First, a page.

Hailing from the highly acclaimed SC Freiburg academy, Matthias Ginter’s rise to prominence both domestically and on the international stage, which recently culminated in him becoming the youngest German player to ever win the World Cup, is no mere coincidence.

From an early age the lanky centre-back demonstrated outstanding talent and a unique ability to read the game that stretched far beyond his years. Accordingly the rising star became only the second player, after Wunderkind Mario Götze, to twice win the prestigious gold Fritz-Walter Medal recognising the best player in his national team’s age group.

Dream start


As early as the age of four, Ginter started playing football with SV March, and it wasn't long before the dream of becoming a professional Bundesliga player took hold, leading him to join the SC Freiburg youth set-up as an eleven-year-old. “When you play for SC in the youth teams, then of course you want to make it to the pros.”

The Freiburg native didn’t have to wait long to feature for his boyhood club. Making his debut on 21 January 2012, two days after his 18th birthday, the modest role model was brought off the bench by Christian Streich in the 70th minute of a match against Augsburg, only to net an 88th-minute winner in a 1-0 victory. “You couldn’t have dreamt it any better,” said Ginter.

Crowning glory


Less than a season later the defensive stalwart, as strong and competitive in the air as he is in one-on-one situations, was living up the hype having established himself as a first-team regular for the Black Forest outfit. A centre-back by nature, Ginter’s versatility has proven a key facet of his style of play and seen him thrive in a variety of roles, including as a makeshift striker.

Having excelled in recent campaigns, offering a reliable foundation as Freiburg clinched UEFA Europa League qualification in 2012/13, before demonstrating great maturity during the Breisgauer’s successful battle against relegation the following season, Ginter was rewarded with a call-up to Joachim Löw’s 2014 FIFA World Cup winning side.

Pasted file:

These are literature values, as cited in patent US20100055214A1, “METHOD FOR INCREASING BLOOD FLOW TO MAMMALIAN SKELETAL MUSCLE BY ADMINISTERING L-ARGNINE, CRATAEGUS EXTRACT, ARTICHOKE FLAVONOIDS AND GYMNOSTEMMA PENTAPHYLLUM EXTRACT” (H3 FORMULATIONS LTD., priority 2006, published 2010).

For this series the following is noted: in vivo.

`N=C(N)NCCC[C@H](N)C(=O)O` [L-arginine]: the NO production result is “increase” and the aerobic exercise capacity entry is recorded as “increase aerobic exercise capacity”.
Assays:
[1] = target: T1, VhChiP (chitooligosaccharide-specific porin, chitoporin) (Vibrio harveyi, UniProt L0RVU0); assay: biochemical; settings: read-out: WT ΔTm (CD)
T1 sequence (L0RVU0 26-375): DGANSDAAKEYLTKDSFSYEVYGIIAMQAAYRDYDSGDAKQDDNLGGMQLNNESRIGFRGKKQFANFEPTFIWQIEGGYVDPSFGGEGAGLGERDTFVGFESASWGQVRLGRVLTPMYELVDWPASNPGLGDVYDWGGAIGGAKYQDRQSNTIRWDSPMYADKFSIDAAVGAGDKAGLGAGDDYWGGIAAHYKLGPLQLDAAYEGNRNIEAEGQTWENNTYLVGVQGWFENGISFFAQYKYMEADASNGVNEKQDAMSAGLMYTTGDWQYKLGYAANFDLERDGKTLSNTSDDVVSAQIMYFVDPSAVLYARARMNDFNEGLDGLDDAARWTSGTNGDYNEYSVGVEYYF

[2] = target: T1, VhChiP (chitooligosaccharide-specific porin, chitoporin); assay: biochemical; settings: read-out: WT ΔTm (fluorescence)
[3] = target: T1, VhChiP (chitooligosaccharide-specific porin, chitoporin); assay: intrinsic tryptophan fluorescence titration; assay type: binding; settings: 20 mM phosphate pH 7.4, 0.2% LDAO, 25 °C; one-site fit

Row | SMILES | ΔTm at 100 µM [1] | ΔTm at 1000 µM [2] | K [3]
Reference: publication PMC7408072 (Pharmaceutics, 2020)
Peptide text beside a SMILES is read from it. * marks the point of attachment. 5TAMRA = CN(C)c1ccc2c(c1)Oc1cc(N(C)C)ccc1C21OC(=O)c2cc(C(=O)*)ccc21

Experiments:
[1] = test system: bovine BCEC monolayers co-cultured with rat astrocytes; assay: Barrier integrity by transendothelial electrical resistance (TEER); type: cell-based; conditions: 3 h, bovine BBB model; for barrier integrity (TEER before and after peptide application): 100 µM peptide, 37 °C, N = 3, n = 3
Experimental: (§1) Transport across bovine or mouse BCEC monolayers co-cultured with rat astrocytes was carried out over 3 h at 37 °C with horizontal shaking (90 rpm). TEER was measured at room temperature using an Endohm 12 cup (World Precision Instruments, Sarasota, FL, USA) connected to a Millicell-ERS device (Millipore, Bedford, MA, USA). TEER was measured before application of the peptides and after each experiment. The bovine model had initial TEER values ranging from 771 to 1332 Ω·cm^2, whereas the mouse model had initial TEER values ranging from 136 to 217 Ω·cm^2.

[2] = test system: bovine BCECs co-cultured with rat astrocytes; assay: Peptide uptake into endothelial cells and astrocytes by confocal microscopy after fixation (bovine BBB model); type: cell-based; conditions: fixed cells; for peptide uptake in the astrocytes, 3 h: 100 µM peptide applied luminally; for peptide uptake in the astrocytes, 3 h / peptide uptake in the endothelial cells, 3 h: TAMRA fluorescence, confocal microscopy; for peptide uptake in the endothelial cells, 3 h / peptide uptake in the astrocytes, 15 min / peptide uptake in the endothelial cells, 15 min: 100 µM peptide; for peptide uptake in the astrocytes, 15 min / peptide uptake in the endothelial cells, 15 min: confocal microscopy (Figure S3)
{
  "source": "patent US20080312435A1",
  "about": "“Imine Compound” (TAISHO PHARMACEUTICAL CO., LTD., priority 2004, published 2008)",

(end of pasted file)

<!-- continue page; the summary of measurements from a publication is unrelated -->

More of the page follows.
Ginter to the grind


Though he didn’t feature in the quadrennial football fiesta, his inclusion underlined his status as one of Germany’s most talented up-and-coming stars, which had already sparked interest from Borussia Dortmund, even before the jamboree in Brazil. Having made 81 Bundesliga appearances for Freiburg, scoring five goals, the lure of a fresh challenge with a top European side was too good to pass up.

"Today, I'm fulfilling a childhood dream," Ginter said upon the announcement of his arrival. "I was always a huge Dortmund fan and now I'm getting the chance to wear the shirt of my favourite club. I'd like to take the next step of my development in Dortmund and I'm already looking forward to the amazing atmosphere in the Signal Iduna Park and being able to be part of this wonderful team that I've only seen and heard positive things about."

2014/15 promises to be a defining season in the career of Matthias Ginter, but the sky remains the limit: “You always try to improve in every game and I hope that I still have quite a way to go”. With mental strength added to his already long list of first-class qualities, it seems that under the tutelage of talent-whisperer Jürgen Klopp, Borussia Dortmund may have just landed themselves a now not-so-hidden gem.